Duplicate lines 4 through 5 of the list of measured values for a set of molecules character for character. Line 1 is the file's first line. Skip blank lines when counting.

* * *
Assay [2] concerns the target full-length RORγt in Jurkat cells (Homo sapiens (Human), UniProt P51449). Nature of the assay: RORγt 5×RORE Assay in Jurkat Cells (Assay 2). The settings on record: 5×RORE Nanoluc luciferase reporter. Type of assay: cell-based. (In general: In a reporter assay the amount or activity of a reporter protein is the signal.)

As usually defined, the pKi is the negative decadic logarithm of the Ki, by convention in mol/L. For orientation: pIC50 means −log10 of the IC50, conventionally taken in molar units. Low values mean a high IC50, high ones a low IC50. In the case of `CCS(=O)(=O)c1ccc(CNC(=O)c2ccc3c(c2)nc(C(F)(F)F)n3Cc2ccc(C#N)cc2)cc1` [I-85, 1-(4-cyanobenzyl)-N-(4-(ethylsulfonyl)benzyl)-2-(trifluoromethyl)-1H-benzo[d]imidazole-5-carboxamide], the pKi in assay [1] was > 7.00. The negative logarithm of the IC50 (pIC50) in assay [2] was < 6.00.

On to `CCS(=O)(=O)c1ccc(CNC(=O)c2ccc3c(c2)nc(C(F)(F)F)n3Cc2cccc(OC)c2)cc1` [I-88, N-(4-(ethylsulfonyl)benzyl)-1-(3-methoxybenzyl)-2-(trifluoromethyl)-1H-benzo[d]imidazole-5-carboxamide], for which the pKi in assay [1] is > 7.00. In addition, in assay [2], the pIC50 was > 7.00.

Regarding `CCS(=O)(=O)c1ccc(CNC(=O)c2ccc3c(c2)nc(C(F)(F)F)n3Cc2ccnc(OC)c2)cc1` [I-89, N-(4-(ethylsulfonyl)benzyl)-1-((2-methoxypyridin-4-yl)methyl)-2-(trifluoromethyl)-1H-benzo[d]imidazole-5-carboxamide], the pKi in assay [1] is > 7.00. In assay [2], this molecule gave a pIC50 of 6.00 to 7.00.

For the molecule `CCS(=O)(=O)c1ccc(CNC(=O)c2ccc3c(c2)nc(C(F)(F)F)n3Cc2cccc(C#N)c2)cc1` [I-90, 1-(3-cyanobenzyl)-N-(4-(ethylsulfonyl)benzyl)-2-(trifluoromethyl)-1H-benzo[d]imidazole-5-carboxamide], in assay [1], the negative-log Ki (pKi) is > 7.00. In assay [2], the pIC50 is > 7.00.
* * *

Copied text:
Regarding `CCS(=O)(=O)c1ccc(CNC(=O)c2ccc3c(c2)nc(C(F)(F)F)n3Cc2ccnc(OC)c2)cc1` [I-89, N-(4-(ethylsulfonyl)benzyl)-1-((2-methoxypyridin-4-yl)methyl)-2-(trifluoromethyl)-1H-benzo[d]imidazole-5-carboxamide], the pKi in assay [1] is > 7.00. In assay [2], this molecule gave a pIC50 of 6.00 to 7.00.

For the molecule `CCS(=O)(=O)c1ccc(CNC(=O)c2ccc3c(c2)nc(C(F)(F)F)n3Cc2cccc(C#N)c2)cc1` [I-90, 1-(3-cyanobenzyl)-N-(4-(ethylsulfonyl)benzyl)-2-(trifluoromethyl)-1H-benzo[d]imidazole-5-carboxamide], in assay [1], the negative-log Ki (pKi) is > 7.00. In assay [2], the pIC50 is > 7.00.